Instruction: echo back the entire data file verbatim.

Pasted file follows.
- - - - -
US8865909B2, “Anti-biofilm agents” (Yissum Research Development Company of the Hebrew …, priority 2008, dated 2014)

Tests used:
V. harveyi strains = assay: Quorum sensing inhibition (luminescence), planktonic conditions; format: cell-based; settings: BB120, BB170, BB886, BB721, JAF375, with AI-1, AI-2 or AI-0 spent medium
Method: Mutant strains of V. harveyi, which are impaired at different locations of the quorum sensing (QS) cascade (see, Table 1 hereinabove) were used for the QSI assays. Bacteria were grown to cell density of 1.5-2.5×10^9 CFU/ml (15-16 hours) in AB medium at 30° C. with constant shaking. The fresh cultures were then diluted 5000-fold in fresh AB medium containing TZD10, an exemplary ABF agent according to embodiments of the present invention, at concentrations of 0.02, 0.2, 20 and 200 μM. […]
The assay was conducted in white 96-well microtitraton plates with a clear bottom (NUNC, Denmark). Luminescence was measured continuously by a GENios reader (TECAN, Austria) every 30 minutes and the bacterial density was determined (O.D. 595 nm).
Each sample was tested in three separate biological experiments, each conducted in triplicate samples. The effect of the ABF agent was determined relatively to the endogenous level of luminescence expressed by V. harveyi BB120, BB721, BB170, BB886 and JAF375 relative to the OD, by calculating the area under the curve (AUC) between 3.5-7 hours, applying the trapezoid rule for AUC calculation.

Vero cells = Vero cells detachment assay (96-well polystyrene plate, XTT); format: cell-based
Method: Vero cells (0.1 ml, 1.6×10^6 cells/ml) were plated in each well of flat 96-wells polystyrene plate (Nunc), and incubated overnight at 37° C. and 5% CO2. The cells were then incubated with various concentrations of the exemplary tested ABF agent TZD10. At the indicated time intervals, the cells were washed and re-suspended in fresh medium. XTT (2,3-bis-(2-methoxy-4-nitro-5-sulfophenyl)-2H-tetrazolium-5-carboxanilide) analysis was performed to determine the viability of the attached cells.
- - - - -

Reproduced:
US8865909B2, “Anti-biofilm agents” (Yissum Research Development Company of the Hebrew …, priority 2008, dated 2014)

Tests used:
V. harveyi strains = assay: Quorum sensing inhibition (luminescence), planktonic conditions; format: cell-based; settings: BB120, BB170, BB886, BB721, JAF375, with AI-1, AI-2 or AI-0 spent medium
Method: Mutant strains of V. harveyi, which are impaired at different locations of the quorum sensing (QS) cascade (see, Table 1 hereinabove) were used for the QSI assays. Bacteria were grown to cell density of 1.5-2.5×10^9 CFU/ml (15-16 hours) in AB medium at 30° C. with constant shaking. The fresh cultures were then diluted 5000-fold in fresh AB medium containing TZD10, an exemplary ABF agent according to embodiments of the present invention, at concentrations of 0.02, 0.2, 20 and 200 μM. […]
The assay was conducted in white 96-well microtitraton plates with a clear bottom (NUNC, Denmark). Luminescence was measured continuously by a GENios reader (TECAN, Austria) every 30 minutes and the bacterial density was determined (O.D. 595 nm).
Each sample was tested in three separate biological experiments, each conducted in triplicate samples. The effect of the ABF agent was determined relatively to the endogenous level of luminescence expressed by V. harveyi BB120, BB721, BB170, BB886 and JAF375 relative to the OD, by calculating the area under the curve (AUC) between 3.5-7 hours, applying the trapezoid rule for AUC calculation.

Vero cells = Vero cells detachment assay (96-well polystyrene plate, XTT); format: cell-based
Method: Vero cells (0.1 ml, 1.6×10^6 cells/ml) were plated in each well of flat 96-wells polystyrene plate (Nunc), and incubated overnight at 37° C. and 5% CO2. The cells were then incubated with various concentrations of the exemplary tested ABF agent TZD10. At the indicated time intervals, the cells were washed and re-suspended in fresh medium. XTT (2,3-bis-(2-methoxy-4-nitro-5-sulfophenyl)-2H-tetrazolium-5-carboxanilide) analysis was performed to determine the viability of the attached cells.